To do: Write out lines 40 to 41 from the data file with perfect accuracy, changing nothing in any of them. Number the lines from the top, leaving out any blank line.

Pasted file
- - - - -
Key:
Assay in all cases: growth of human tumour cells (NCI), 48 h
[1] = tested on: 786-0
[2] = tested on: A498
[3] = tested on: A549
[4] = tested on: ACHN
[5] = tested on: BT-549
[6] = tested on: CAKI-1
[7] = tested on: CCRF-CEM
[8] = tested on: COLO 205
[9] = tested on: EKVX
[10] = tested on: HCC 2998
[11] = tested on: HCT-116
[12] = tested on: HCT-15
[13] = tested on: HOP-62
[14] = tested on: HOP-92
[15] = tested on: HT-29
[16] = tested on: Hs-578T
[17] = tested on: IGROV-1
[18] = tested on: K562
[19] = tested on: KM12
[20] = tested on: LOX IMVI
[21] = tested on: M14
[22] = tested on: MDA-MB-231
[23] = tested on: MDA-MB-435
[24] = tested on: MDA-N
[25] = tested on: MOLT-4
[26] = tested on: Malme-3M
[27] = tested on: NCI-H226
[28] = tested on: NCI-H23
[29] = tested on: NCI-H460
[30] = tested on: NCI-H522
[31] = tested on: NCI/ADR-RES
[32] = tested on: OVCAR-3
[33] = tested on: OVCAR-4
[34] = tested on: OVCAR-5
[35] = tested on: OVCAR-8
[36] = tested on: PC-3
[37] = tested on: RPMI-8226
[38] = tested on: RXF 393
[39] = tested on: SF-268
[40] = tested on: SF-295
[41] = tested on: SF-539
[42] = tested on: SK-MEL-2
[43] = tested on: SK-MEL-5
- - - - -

[38] = tested on: RXF 393
[39] = tested on: SF-268